Democracy 21 and the Campaign Legal Center sent a letter today to the FEC Commissioners urging them to reject a proposal to be offered at the agency’s October 29 meeting by Commissioner Lee Goodman to provide “regulatory relief for political parties.

According to the letter:

The most alarming suggestion in this proposal is to exempt from the definition of “coordinated” spending any public communication that refers to a candidate unless the communication contains express advocacy or republished campaign materials.  Agenda Doc. at 1.  While this proposal is made in the limited context of spending that would tally against the party coordinated spending limits, it is an approach to the concept of “coordination” that is invalid and discredited ….

As the Supreme Court has said, “the line between express advocacy and other types of election-influencing expression is, for Congress’ purposes, functionally meaningless.” McConnell v. FEC, 540 U.S. 93, 217 (2003). By using a “functionally meaningless” standard to draw the line between coordinated spending and independent spending (even if, in the first instance, just for parties), the Commission would be opening the door to the general evisceration of the coordination standard of the law.

In today’s letter, Democracy 21 and the Campaign Legal Center strongly objected to the Commission making any decision to initiate a rulemaking on these matters now, in light of other, far more pressing, rulemaking obligations the Commission has failed to fulfill. 

According to Democracy 21 President Fred Wertheimer:

Commissioner Goodman has his priorities wrong.  Before the FEC worries about whether any of the rules on party spending should be relaxed, the Commission ought to first deal with the real campaign finance crises it has created – the flood of secret money into federal elections, and the rampant coordination between candidates and their individual candidate Super PACs. Both problems are caused by the Commission’s current regulations which are deeply flawed.  Fixing those rules should be the first priority of the agency.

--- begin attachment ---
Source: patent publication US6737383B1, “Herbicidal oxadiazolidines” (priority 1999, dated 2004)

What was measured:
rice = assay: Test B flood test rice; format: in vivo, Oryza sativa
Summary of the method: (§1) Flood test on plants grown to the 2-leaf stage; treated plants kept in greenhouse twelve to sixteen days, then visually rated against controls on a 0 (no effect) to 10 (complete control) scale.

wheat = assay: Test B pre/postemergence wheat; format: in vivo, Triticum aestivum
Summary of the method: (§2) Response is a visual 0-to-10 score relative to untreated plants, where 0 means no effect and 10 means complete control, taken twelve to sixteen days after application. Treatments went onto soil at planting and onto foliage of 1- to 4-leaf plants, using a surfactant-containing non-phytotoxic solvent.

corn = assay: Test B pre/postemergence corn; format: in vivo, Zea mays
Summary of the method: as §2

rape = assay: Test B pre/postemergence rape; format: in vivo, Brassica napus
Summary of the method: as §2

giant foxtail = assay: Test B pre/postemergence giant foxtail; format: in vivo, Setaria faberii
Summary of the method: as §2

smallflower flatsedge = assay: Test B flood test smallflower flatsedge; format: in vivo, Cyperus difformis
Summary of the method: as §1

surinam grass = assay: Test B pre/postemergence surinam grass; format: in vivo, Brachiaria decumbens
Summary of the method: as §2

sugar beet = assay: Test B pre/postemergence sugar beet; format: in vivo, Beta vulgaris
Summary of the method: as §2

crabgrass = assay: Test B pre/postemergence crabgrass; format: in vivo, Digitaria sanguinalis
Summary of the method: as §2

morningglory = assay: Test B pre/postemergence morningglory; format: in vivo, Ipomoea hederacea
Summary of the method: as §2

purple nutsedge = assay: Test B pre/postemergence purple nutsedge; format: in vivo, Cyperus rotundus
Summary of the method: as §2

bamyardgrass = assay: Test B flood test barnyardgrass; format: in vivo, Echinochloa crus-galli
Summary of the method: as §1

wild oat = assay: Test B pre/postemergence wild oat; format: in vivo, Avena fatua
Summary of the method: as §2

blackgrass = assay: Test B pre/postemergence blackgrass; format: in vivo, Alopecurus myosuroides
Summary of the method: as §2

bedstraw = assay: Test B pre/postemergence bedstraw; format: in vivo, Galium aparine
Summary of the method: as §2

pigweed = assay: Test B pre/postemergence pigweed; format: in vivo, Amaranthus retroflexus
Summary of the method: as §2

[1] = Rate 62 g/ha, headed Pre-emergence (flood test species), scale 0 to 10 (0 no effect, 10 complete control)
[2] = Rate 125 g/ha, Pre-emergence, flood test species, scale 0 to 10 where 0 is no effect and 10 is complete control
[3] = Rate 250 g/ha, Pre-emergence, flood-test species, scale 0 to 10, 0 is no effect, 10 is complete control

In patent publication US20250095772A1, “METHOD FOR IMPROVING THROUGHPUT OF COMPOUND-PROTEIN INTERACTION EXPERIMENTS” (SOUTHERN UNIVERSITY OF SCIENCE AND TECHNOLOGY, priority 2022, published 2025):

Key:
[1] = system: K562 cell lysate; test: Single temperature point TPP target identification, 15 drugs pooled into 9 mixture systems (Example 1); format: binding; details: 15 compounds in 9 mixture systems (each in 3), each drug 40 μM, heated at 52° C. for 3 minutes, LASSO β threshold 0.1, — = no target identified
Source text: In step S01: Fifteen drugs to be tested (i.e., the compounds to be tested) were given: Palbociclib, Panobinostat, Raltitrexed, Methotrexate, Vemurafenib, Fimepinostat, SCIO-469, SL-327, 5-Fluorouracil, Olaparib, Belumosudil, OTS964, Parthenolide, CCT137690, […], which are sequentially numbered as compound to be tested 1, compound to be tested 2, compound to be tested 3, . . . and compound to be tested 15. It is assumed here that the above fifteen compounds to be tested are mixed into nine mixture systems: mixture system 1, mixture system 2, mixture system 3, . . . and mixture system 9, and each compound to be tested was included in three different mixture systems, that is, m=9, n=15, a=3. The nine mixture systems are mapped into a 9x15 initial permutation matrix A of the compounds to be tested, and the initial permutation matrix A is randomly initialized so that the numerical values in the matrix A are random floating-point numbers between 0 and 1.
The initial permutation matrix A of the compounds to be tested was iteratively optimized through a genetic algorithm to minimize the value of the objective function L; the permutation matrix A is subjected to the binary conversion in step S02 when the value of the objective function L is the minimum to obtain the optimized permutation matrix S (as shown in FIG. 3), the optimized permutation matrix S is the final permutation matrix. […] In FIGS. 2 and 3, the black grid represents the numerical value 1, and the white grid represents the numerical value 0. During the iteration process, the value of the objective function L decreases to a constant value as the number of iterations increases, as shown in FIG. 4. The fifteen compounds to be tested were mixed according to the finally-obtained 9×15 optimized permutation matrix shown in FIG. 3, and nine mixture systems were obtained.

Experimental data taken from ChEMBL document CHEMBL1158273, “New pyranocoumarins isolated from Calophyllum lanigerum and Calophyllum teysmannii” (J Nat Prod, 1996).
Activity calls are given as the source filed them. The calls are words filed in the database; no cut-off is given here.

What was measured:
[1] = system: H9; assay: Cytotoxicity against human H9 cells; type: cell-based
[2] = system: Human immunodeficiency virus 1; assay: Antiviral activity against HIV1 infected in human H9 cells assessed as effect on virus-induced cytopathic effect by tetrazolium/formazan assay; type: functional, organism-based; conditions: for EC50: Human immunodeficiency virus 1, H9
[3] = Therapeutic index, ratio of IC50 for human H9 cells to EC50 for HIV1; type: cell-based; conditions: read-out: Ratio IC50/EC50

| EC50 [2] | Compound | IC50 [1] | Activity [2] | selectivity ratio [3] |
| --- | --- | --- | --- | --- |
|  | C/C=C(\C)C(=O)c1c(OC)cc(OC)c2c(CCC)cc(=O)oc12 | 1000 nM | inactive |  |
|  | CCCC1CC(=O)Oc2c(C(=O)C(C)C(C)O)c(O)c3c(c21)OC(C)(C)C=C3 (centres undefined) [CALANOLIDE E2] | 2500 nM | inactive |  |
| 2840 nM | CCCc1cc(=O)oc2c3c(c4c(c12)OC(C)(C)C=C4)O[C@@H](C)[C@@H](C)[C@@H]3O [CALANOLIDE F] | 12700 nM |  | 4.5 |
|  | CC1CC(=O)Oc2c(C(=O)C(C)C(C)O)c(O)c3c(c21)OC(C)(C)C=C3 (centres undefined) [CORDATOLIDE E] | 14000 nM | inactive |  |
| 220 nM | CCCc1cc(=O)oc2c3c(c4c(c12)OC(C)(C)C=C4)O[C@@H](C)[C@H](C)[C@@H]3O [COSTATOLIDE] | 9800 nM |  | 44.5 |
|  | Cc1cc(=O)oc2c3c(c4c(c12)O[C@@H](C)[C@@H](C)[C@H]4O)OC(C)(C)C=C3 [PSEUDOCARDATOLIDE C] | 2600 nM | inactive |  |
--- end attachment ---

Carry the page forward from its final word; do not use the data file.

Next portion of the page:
According to the letter from the watchdog groups:

The Commission has been derelict in failing to revise its rules for disclosure of electioneering communications and independent expenditures, a failure that has resulted in the lack of disclosure of the source of hundreds of millions of dollars that is being spent to influence federal elections.  This is a major and growing problem, for which the Commission’s inability to muster a majority to even begin a rulemaking is a national scandal.

The letter further stated:

So too, the Commission’s failure to even begin a rulemaking on the agency’s inadequate and overwhelmed coordination rules is an equal dereliction of duty.  While some Commissioners may believe that the many blatant and direct dealings between candidates, their aides, their agents, their former aides, their Super PACs and their Super PAC donors do not technically trigger the existing, flawed coordination rules, few people in this country take seriously the claim that the individual candidate Super PACs established by virtually every presidential candidate are really independent of the candidates who established them.

Although this is now the second presidential cycle in which this problem has been utterly apparent—and which results in the spectacle of presidential candidates raising and benefiting from multi-million dollar contributions—the Commission has yet to undertake a rulemaking to investigate the problem or to consider a solution.  Again, the Commission’s passivity in the face of an obvious crisis at the heart of its jurisdictional responsibility is a national scandal.

Attachments: (1 total)